Kylee - you're right, we do miss the 4 seasons here...for about a week or two. But we do get the same rush that you've described in your post when we have a weather event. Interesting, isn't it? Even though I accuse our weather forecasters of being Chicken Little, I get just as caught up in it all! You hit it on the head.

F Cameron said...

North Carolina has 4 seasons, only we don't get a lot of snow. Our skies are blue on many winter days and I like sunshine.


PS I just got the same camera for the wide angle and zoom.

Kylee Baumle said...

Cathy ~ It's got my vote, too!

Kathy ~ I know! It was just what we needed. There are a couple of warm days predicted for the coming week, too, then I'm sure we'll be back to typical winter. But spring can't be far off now!

Jan ~ You're right! We get used to no matter where we are, because what makes us truly happy doesn't really have a thing to do with the weather, does it? ;-)

Shady Gardener ~ Isn't he FAT? I don't think things will start to visibly grow here just yet. It won't stay that warm for long, I don't think. Every year we have weather like this as it gets nearer to spring.

Sue ~ I think winter bothers me more each year, too. I can understand why some people go south for the winters!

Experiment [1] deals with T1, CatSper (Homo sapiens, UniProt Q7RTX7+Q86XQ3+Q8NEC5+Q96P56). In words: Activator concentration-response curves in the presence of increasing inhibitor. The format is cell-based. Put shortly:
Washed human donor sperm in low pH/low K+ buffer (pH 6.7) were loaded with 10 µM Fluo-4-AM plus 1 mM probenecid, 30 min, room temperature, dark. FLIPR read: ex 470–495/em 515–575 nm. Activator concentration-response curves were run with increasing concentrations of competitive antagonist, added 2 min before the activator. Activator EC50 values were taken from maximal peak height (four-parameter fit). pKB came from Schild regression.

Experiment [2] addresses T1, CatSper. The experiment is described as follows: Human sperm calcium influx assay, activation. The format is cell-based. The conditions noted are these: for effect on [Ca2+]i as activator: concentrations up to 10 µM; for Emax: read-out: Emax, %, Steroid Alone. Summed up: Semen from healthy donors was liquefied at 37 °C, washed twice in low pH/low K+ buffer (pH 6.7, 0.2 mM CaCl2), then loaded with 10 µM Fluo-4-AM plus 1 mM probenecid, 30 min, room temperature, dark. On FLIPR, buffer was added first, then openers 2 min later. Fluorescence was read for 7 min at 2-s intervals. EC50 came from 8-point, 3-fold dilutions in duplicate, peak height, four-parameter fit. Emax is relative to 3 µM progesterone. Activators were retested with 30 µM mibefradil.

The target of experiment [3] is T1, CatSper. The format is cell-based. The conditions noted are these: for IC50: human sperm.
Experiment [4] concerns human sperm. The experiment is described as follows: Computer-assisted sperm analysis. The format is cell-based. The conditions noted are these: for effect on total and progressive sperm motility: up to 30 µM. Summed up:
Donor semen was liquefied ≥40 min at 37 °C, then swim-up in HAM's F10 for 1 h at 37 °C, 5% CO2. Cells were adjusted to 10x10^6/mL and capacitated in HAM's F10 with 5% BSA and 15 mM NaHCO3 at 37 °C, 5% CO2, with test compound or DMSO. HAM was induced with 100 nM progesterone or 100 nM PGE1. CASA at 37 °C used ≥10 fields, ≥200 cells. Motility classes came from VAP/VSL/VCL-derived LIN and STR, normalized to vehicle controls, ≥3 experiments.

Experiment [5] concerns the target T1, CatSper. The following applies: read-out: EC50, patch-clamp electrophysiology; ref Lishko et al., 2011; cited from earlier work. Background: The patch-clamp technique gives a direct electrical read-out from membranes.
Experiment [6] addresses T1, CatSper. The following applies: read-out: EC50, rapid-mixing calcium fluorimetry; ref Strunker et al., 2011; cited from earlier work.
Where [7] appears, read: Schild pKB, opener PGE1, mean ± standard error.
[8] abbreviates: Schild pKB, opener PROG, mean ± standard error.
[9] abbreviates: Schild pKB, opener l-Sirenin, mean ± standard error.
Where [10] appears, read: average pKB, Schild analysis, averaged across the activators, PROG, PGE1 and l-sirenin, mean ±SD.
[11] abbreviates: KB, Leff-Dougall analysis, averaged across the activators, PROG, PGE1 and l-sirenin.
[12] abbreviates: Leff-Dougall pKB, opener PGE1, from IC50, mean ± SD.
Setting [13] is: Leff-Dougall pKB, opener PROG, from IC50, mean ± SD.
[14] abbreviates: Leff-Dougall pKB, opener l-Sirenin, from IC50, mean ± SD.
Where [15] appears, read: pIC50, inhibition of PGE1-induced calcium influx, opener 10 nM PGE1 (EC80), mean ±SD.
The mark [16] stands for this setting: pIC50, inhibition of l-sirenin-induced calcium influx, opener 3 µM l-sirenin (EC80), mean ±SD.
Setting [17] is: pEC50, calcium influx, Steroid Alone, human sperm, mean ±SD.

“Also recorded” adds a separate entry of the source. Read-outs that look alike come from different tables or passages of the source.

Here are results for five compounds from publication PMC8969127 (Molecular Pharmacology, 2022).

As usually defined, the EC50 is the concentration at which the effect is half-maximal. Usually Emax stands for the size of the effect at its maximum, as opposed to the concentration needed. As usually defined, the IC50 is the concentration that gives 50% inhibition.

I do enjoy a nice crisp sunny winter day with snow on the ground, but I don't want a whole season of them!

Nancy ~ I get more energetic when there is a snowstorm predicted and I think you're right about the nesting thing. It's probably instinctive.
We have so many cardinals in the yard and on the feeders right now! I just love seeing their brilliant red feathers.

Anonymous said...

Here is the wilds of Oklahoma, we get so excited by a weather event that forecasting is a sporting event. LOL.~~Dee

Rob (ourfrenchgarden) said...

We have 4 seasons in SW France also. It's just that winter is always the longest one.

Lisa at Greenbow said...

I loved the book excerpt Kylee. You were also right on about needing winter. I also need winter to be able to slow down and enjoy all that was done in the garden. Also to have time to think about what to be doing the next summer. I actually enjoy winter. If we have an "event" the better it is. As long as we have electricity that is. I do like to be warm and able to cook up a hot meal.

Our Cardinals have been singing quite a bit lately. It seems a little early but they aren't the only ones singing their praises about the warmer weather and longer days.

Nutty Gnome said...

I think you were English in a former existence!

I love the seasons - it's snowing again here even as I type. We once spent a year travelling around Asia and got SO bored with the weather always being the same that it was a joy to come home!

I love teaser days ....but I may be waiting for some time for one round here.

Brenda Pruitt said...

Love that cardinal photo! Puffed up by the cold, I suppose. It's close to 75 degrees here today.

EAL said...

I don't mind winter, though I sorta wish I was on a plane flying south, as I believe you are at this moment. A break would be nice, particularly after the brief thaw we just had.

I do love trees covered in ice.

Mr. McGregor's Daughter said...

Living in the north does give us bragging rights. (It was so cold...) But I do appreciate the change of seasons. Would I love spring as much if it didn't follow on the heels of cold & snow?

Unknown said...

Good luck with that book.
I read and reviewed it already.
Good luck.